This Canadian author Laurie Petrou’s (  first book, her day job is an associate professor at Ryerson University in Toronto, at its Media School. She’s also the director of the Masters of Media Production program at the school too. In 2016 she won the Inaugural Half the World Global Literati Award, which honours unpublished works by female authors, featuring female protagonists, for Sister Of Mine. She Lives in a small town in Ontario’s wine country with her winemaker husband and their two sons.

Overall, I was surprised this was Petrou’s literary debut as it felt so assured. Also given its size coming in at two hundred and fifty pages, it won’t take up too much room in your luggage. I myself am looking forward to seeing what she produces next. Will it  top this Sister Act?


Reviewed by:     Georgina Murphy


This review is apart of a Random Things Blog Tour, to see what the other reviewers thought, visit their blogs listed below. Then if you pick up a copy and read it, comeback and tell us what you thought, we’d all love to hear your feedback.

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What Lies Around Us CoverThere are numerous types of ghosts, such as your everyday run of the mill apparitions or the noisy Poltergeists who go around unseen making loud banging noises as if they are blindfolded and keep bumping into the furniture. Then there are the famous ghosts such as Peter Lerangis, Andrew Neiderman, H.P. Lovecraft, Raymond Benson and Andrew Crofts. You’re probably wonder where they haunt and how come you’ve never heard of these so-called famous phantoms. That’s because they are ghost-writers and thus very few of their works are even credited to them. These are the unsung heroes who turn other aspiring writers and celebrities’ ramblings into tightly woven best sellers.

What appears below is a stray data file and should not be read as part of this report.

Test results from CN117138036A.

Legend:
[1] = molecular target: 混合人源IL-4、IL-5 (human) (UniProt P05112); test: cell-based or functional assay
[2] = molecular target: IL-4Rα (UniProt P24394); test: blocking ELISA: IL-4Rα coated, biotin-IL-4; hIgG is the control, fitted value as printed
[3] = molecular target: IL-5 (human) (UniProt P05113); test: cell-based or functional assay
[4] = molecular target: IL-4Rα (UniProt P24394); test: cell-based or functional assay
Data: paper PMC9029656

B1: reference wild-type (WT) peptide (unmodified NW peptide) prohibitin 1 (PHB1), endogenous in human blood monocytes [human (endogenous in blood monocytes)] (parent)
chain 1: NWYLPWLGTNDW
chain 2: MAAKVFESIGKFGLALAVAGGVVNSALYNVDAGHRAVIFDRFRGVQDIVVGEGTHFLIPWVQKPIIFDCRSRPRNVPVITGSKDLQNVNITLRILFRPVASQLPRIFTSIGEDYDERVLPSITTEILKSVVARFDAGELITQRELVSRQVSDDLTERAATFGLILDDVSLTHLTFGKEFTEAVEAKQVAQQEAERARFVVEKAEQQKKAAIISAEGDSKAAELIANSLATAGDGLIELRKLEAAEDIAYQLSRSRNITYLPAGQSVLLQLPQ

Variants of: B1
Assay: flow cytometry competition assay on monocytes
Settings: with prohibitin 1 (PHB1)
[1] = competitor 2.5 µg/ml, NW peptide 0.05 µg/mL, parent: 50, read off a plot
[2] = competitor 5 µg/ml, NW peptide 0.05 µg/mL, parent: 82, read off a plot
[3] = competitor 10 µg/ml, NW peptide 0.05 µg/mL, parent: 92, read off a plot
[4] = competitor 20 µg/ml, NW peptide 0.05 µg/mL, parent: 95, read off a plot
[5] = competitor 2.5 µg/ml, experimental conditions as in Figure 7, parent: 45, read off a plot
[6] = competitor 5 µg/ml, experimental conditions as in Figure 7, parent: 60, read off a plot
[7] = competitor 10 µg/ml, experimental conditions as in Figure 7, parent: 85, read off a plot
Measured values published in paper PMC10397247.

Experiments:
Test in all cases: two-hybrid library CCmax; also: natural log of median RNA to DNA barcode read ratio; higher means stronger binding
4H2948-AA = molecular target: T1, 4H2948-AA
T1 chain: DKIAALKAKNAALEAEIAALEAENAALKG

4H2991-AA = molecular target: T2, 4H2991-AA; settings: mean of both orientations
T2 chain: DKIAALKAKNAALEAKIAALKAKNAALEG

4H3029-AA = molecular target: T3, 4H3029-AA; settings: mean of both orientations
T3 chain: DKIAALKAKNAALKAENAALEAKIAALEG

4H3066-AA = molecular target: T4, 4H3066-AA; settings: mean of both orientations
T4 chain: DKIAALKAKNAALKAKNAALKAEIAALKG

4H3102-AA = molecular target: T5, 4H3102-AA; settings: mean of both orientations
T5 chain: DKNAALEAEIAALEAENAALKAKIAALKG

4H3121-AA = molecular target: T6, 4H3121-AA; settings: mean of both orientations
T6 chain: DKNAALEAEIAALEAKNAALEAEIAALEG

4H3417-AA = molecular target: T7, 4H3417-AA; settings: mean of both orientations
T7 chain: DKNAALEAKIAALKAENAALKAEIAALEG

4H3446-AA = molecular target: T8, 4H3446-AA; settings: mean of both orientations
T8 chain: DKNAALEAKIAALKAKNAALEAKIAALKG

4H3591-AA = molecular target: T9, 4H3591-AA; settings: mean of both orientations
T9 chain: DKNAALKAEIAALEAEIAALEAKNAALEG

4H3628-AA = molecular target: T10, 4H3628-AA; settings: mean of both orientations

The last name I mentioned; Andrew Crofts, is an internationally acclaimed ghost-writer who was even referenced in Robert Harris’s 2007 book The Ghost. This month’s second book review is one of Andrew’s own books, it’s called What Lies Around Us and is published by Red Door Publishing ( on the 13th June.

When ghost-writer Andrew Crofts is contacted by dot com billionaire Roger Rex to ghost write a book for Hollywood actress Jo-Jo Win, he is bowled over. Firstly, with the money on offer to complete the project and by the numerous legal hoops that Roger’s Lawyers have him jump through before he can start.  When he heads to California to meet the books subject and research her life, he is immersed in a world of cutting-edge social media, politics and Hollywood celebrities. But as he starts getting to know his subject, he finds himself at the centre of a much bigger power struggle where not even he, his family or friends, have any idea whose really in charge. Can he get the book completed and published without jeopardizing his marriage, family life and his own good name?